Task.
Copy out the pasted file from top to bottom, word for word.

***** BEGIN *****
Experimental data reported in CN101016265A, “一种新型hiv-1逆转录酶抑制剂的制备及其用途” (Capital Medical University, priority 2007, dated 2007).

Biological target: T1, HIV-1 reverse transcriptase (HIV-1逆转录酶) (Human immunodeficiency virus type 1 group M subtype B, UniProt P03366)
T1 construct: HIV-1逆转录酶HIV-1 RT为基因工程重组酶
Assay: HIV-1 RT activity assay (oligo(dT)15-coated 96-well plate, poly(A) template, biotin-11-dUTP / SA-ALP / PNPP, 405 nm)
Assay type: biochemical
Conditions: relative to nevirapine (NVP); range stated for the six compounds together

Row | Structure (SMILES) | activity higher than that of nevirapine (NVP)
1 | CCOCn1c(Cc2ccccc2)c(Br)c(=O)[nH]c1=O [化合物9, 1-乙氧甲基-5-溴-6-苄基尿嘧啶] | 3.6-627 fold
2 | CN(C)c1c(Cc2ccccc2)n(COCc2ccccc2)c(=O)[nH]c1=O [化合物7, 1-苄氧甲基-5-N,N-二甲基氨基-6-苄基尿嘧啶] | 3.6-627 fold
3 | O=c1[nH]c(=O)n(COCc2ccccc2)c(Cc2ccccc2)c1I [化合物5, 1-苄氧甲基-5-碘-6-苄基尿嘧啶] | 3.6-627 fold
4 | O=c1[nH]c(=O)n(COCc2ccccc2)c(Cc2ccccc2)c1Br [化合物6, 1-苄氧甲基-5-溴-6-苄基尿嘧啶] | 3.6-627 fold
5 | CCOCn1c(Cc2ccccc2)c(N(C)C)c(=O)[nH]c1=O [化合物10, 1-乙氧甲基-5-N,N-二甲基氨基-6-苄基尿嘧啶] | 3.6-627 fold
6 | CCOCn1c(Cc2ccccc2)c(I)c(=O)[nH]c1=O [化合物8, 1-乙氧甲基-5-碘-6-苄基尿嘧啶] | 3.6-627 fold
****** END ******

Experimental data reported in CN101016265A, “一种新型hiv-1逆转录酶抑制剂的制备及其用途” (Capital Medical University, priority 2007, dated 2007).

Biological target: T1, HIV-1 reverse transcriptase (HIV-1逆转录酶) (Human immunodeficiency virus type 1 group M subtype B, UniProt P03366)
T1 construct: HIV-1逆转录酶HIV-1 RT为基因工程重组酶
Assay: HIV-1 RT activity assay (oligo(dT)15-coated 96-well plate, poly(A) template, biotin-11-dUTP / SA-ALP / PNPP, 405 nm)
Assay type: biochemical
Conditions: relative to nevirapine (NVP); range stated for the six compounds together

Row | Structure (SMILES) | activity higher than that of nevirapine (NVP)
1 | CCOCn1c(Cc2ccccc2)c(Br)c(=O)[nH]c1=O [化合物9, 1-乙氧甲基-5-溴-6-苄基尿嘧啶] | 3.6-627 fold
2 | CN(C)c1c(Cc2ccccc2)n(COCc2ccccc2)c(=O)[nH]c1=O [化合物7, 1-苄氧甲基-5-N,N-二甲基氨基-6-苄基尿嘧啶] | 3.6-627 fold
3 | O=c1[nH]c(=O)n(COCc2ccccc2)c(Cc2ccccc2)c1I [化合物5, 1-苄氧甲基-5-碘-6-苄基尿嘧啶] | 3.6-627 fold
4 | O=c1[nH]c(=O)n(COCc2ccccc2)c(Cc2ccccc2)c1Br [化合物6, 1-苄氧甲基-5-溴-6-苄基尿嘧啶] | 3.6-627 fold
5 | CCOCn1c(Cc2ccccc2)c(N(C)C)c(=O)[nH]c1=O [化合物10, 1-乙氧甲基-5-N,N-二甲基氨基-6-苄基尿嘧啶] | 3.6-627 fold
6 | CCOCn1c(Cc2ccccc2)c(I)c(=O)[nH]c1=O [化合物8, 1-乙氧甲基-5-碘-6-苄基尿嘧啶] | 3.6-627 fold